The Samsung controller's four-lane Gen2 interface provides another clue that the XP941 wasn't meant for desktops. This wider pipe offers double the bandwidth available to the M6e, but it also requires more PCIe lanes than are available in most M.2 slots. Fortunately, four-lane adapter cards are capable of mating the XP941 with full-sized PCIe slots. The XP941 works in dual-lane M.2 slots, too, just not at full speed.
Speaking of which, the XP941 is rated to hit up to 1170MB/s with sequential reads and 930MB/s with writes. The 256GB version we've been testing is specced at 1080MB/s and 800MB/s, respectively, which still gives it a substantial leg up on the M6e. Random reads clock in at an impressive 120k IOps, but random writes are rated for half that—and only 72k IOps for the top model. Even Samsung's budget-minded 850 EVO SSD has better specs on that front.
Both of the M.2 drives are nearly a dollar per gig: the XP941 256GB sells for $229.99 at Newegg, while the equivalent M6e runs $215.99. That's peanuts compared to the ringer we drafted to illustrate the true potential of PCIe SSDs. Intel's DC P3700 800GB SSD costs over $2,400, or three bucks a gig, putting this datacenter-grade SSD on a whole 'nother level.
The P3700 is way too much SSD for an M.2 gumstick. It's only available in a half-height expansion card, as pictured above, or in an extra-thick 2.5" enclosure. Both implementations have substantial heatsinks, and the hunks of finned metal aren't just for show. The 800GB drive has an 18W power rating, while the 2TB flagship consumes up to 25W.
Intel evidently puts all that power to good use. The P3700 is rated to hit 2800MB/s in sequential reads and 1900MB/s in writes. Random reads peak at an astounding 460k IOps, according to the spec sheet, while random writes top out at an impressive 175k IOps (and 90k IOps for the 800GB unit we tested). SSD makers use different metrics to rate their drives, so don't get too caught up comparing the claimed numbers. The important takeaway is that the P3700 is a very different class of PCIe SSD.
The drive even features a different class of host interface. Intel's custom controller features a four-lane Gen3 interface with twice the bandwidth of an equivalent Gen2 link. On top of that, the chip conforms to the NVM Express protocol rather than AHCI. Otherwise known as NVMe, this protocol has much lower overhead than AHCI, and it's built to scale up with massively parallel flash arrays. Where AHCI is limited to a single command queue 32 entries deep, NVMe supports up to 64k parallel queues, each of which can be up to 64k slots deep.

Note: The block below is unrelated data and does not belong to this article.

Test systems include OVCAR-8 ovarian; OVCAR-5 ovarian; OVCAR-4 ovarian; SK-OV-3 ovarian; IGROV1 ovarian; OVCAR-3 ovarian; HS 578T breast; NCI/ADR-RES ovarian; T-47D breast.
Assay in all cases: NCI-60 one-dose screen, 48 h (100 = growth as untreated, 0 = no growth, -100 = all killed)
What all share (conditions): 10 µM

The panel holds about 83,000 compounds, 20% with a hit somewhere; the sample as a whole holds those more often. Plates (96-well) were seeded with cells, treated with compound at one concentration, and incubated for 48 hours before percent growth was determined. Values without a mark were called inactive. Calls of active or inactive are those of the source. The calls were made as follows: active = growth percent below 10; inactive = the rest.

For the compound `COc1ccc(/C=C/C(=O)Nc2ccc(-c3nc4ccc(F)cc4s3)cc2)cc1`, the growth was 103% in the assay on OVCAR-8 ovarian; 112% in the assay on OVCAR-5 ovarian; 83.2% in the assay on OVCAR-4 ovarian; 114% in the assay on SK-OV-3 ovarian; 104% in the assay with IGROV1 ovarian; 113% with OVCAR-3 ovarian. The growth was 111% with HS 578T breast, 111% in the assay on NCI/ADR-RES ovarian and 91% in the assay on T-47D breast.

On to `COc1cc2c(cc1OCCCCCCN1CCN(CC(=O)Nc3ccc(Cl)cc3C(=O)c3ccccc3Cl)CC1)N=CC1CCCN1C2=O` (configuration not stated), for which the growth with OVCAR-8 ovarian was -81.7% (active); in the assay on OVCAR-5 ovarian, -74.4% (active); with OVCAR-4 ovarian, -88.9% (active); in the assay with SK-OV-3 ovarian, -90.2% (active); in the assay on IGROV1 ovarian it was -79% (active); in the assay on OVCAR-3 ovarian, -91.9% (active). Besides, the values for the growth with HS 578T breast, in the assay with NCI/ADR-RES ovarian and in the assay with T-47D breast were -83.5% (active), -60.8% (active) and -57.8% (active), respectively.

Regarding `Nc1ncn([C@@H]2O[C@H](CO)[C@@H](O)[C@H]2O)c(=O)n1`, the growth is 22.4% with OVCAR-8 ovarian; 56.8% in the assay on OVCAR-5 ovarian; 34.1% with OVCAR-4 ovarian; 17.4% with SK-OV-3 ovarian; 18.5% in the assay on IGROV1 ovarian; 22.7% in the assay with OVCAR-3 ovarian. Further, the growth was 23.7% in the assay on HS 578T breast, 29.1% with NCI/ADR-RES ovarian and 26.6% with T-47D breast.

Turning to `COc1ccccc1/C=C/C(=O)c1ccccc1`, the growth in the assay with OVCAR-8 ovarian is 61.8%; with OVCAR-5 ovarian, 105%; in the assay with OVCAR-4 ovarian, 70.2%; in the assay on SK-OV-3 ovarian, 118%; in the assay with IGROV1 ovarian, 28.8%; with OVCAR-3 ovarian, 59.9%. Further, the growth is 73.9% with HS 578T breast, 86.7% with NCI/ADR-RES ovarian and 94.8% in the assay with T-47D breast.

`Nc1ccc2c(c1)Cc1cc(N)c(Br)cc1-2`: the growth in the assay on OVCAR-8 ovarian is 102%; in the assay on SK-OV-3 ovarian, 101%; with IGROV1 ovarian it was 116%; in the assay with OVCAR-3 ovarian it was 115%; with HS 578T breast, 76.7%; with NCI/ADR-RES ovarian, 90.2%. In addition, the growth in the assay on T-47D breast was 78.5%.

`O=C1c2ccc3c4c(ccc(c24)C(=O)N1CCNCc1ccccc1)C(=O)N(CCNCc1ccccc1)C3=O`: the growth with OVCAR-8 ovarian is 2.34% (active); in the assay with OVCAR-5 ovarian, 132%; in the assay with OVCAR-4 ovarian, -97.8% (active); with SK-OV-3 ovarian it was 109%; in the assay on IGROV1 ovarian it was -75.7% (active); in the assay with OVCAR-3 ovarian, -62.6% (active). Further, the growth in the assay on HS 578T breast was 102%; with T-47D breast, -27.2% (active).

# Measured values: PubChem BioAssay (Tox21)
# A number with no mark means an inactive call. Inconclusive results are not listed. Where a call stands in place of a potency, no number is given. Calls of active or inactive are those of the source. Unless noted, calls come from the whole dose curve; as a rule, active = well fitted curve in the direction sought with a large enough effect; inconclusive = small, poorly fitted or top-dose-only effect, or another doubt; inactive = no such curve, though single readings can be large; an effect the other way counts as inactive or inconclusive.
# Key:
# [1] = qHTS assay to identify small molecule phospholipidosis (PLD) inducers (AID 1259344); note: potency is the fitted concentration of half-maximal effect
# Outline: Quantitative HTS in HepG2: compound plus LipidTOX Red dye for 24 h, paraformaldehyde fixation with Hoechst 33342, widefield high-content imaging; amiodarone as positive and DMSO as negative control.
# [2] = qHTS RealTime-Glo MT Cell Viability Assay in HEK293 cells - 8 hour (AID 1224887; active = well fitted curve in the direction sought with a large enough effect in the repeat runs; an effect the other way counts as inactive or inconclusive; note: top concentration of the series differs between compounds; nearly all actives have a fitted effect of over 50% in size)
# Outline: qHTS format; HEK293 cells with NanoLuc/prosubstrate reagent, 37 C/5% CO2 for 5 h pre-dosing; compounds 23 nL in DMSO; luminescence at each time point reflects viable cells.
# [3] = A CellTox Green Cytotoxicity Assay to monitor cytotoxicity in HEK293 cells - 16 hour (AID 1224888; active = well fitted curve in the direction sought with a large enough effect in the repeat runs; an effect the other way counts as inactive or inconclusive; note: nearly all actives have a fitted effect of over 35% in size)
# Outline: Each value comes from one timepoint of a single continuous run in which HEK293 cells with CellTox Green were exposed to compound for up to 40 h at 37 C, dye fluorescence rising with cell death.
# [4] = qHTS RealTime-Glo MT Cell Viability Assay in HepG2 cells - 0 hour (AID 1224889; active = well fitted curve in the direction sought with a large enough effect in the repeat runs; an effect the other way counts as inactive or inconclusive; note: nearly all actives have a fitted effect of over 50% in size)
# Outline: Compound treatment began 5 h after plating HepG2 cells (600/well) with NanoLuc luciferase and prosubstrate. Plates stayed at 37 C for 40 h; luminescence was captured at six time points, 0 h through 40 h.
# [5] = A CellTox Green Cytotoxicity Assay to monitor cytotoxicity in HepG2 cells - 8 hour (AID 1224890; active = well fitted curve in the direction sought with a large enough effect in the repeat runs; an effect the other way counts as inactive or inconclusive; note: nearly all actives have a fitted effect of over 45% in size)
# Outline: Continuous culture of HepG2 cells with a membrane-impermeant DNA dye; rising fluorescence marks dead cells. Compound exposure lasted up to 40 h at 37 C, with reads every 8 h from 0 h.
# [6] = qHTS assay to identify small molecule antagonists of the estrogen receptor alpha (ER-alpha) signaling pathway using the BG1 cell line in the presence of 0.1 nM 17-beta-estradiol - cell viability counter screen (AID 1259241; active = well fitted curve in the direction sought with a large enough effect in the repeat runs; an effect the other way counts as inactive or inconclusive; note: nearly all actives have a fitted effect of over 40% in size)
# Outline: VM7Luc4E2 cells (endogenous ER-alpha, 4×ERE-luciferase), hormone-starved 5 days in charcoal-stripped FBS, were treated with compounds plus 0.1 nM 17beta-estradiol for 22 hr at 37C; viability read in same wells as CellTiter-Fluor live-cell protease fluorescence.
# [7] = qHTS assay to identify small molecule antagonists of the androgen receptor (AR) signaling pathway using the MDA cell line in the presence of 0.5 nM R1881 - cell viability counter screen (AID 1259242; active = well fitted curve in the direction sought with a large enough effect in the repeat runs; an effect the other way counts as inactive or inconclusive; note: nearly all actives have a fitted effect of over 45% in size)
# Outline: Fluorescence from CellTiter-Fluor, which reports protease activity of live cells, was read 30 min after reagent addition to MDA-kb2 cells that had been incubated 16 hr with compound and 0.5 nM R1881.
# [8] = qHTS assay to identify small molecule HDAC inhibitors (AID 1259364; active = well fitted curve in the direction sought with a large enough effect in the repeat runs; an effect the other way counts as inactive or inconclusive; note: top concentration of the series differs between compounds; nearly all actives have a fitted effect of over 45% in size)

NVMe support is baked into Windows 8.1, and a hotfix is available to add support to Windows 7. Third-party drivers aren't required for those operating systems as a result. Intel still provides its own drivers for the P3700, and it claims they're faster than the ones that come with the OS. We've been using the Intel drivers for all our testing.
Native OS support makes it easy to get NVMe SSDs working as secondary storage. Booting from these drives requires UEFI firmware that explicitly supports NVMe boot devices, though. Support is a little spotty, as far as I can tell, and the Z97-Pro only received the necessary firmware update in February. Your mileage may vary with other makes and models.
With the PCIe drives covered, it's time to introduce the cadre of SATA SSDs we've gathered to provide comparative context. The field includes a diverse assortment of drives from some of the biggest names in the business: Crucial's BX100 and MX200, Intel's 335 and 480 Series, and Samsung's 850 EVO and 850 Pro. For nostalgia, we've also tested a vintage Intel X25-M G2 SSD that dates back to 2009. That drive is so old that its SATA interface is capped at 3Gbps speeds, but don't rule it out entirely. Turns out the old girl still has a few tricks up her sleeve.
Now, on to the benchmarks...